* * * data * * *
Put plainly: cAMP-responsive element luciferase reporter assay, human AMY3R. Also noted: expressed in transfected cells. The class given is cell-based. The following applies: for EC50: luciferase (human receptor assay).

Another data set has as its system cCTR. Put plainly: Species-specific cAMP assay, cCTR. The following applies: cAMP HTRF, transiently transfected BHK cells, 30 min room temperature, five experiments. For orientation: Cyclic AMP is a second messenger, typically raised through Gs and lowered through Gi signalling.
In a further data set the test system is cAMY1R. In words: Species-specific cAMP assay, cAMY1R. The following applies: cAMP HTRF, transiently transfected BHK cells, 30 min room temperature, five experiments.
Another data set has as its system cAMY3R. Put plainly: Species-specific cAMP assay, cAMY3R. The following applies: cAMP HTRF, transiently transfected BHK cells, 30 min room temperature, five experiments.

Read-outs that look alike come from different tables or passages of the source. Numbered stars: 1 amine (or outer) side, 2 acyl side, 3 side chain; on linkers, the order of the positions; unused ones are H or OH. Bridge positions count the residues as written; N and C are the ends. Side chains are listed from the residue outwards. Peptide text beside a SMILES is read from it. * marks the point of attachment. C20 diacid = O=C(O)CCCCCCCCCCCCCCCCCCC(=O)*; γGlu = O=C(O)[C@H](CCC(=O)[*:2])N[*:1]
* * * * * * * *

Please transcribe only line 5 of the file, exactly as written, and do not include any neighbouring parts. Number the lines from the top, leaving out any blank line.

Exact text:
Read-outs that look alike come from different tables or passages of the source. Numbered stars: 1 amine (or outer) side, 2 acyl side, 3 side chain; on linkers, the order of the positions; unused ones are H or OH. Bridge positions count the residues as written; N and C are the ends. Side chains are listed from the residue outwards. Peptide text beside a SMILES is read from it. * marks the point of attachment. C20 diacid = O=C(O)CCCCCCCCCCCCCCCCCCC(=O)*; γGlu = O=C(O)[C@H](CCC(=O)[*:2])N[*:1]